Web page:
Amjad’s story is just one in this exodus from the violence, unrest, ongoing military operations, religious and other forms of persecution, kidnapping, and general insecurity in Iraq. Approximately 50,000 to 60,000 Iraqis are fleeing their homes per month, according to Rana Sweis, spokesperson for the Jordanian office of the UNHCR. More than 1,000 are making their way to Syria on a daily basis, where it is estimated that 1.4 million Iraqis now live. The Jordanian government claims another 750,000 Iraqis live in Jordan. An equivalent figure applied to the US population would equal 40 million refugees.
(A May 2007 report by Refugees International, an international organization specializing in providing humanitarian assistance and protection for displaced persons, estimated that there were one million displaced Iraqis pre-2003. This was the result of twin ethnic cleansing campaigns pursued by Saddam’s regime after the end of the first Gulf War against internal opposition groups. “Arabization” efforts forced Kurds from their homes in Kurdistan while Arabs were sent north, and the southern marshlands drained, forcing marsh Arabs from their homes. Skyrocketing present day exodus numbers make former displacement figures pale in comparison.)
The exodus also represents the complete spectrum of Iraqi society. “Rich, poor, middle class, uneducated, and the very educated,” make up the Iraqi refugee population in Jordan, said Sweis. A formal UNHCR registration process asks Iraqis to bring all identification documents—both legal and forged, without threat of penalty—to appointments where the most vulnerable Iraqis can be identified, given individual assistance, and for a limited few, resettlement to another country. While the registration process serves as an identification system for all refugees and separates out those who seek more permanent asylum due to persecution in Iraq, it does not protect registrants from punitive actions by the Jordanian government, such as deportation or incarceration if they are caught in the country illegally—that is without official residency status. Nor does it aid refugees in getting this much-needed residency status in Jordan—a requirement not only in order to remain in the country legally, but to work, enroll children in school or even create schools among refugees, get access to health care and other social services provided by the Jordanian government, and avoid the 1.5 Jordanian dollar per day immigration tax levied against people who overstay their visa or who do not have a residency permit. (For a family of six, that equals approximately $12US per day or $4,320 per year in immigration fees.)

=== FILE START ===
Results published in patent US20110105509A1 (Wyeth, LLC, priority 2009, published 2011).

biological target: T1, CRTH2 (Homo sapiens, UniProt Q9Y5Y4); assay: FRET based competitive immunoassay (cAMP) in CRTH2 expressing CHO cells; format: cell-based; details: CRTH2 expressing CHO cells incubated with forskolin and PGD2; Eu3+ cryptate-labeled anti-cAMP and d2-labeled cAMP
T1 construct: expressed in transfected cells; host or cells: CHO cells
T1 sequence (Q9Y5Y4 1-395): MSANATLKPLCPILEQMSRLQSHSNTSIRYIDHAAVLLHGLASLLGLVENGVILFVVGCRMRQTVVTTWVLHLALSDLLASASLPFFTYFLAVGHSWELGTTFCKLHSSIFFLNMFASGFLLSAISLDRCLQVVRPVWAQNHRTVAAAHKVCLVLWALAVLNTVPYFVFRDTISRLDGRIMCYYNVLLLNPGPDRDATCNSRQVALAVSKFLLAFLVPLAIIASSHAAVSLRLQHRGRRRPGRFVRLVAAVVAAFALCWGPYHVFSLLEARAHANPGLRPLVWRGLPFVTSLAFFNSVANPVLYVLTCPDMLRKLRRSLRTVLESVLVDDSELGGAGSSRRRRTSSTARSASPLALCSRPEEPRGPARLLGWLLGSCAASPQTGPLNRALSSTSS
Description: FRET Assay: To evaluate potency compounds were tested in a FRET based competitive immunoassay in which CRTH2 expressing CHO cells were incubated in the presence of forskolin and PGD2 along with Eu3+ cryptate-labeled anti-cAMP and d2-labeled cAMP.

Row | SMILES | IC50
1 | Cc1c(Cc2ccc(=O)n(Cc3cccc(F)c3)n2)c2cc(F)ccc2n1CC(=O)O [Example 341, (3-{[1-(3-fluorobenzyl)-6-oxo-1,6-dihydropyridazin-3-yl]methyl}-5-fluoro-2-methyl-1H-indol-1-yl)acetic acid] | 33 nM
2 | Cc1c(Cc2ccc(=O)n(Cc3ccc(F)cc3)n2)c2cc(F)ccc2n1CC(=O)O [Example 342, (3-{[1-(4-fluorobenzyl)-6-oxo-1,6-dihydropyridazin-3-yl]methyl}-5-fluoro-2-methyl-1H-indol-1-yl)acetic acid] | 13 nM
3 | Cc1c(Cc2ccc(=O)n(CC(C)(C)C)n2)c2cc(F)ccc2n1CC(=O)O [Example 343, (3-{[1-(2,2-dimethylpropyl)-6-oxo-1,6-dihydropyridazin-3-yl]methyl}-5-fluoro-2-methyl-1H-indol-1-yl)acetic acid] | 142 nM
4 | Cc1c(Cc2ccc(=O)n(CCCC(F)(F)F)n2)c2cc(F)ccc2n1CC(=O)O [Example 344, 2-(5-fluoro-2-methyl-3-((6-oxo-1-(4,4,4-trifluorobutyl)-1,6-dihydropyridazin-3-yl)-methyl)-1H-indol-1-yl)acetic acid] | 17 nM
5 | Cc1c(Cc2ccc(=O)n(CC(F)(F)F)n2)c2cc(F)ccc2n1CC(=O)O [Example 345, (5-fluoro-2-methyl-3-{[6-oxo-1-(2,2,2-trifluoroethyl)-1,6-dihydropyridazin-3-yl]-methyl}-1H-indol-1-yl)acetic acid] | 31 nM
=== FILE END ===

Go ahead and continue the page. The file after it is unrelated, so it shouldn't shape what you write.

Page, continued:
Resettlement, which is what Amjad desires, is an option available only to the most vulnerable, according to Sweis. “It is not the solution for the majority of Iraqis in Jordan. Resettlement is up to the host country—they decide how many they will take.” Of the 3,950 Iraqis in Jordan who have applied to nine countries for resettlement through UNHCR, only a small number—a few hundred—have actually departed. More than one million Iraqis are estimated to have fled their homes since the Samara mosque bombing in February 2006 unleashed a wave of sectarian violence in Iraq. Another 4.5 million are either internally or externally displaced and tens of thousands flee their homes monthly. Such figures make the recent US announcement stating it would accept 7,000 displaced Iraqis for resettlement—from Jordan, Turkey, Syria, Iran, and Egypt combined—seem ludicrous at best. (It is reported as of early March that Egypt was hosting 100,000 Iraqi refugees, a recovering Lebanon 40,000, and the Gulf states another 200,000.)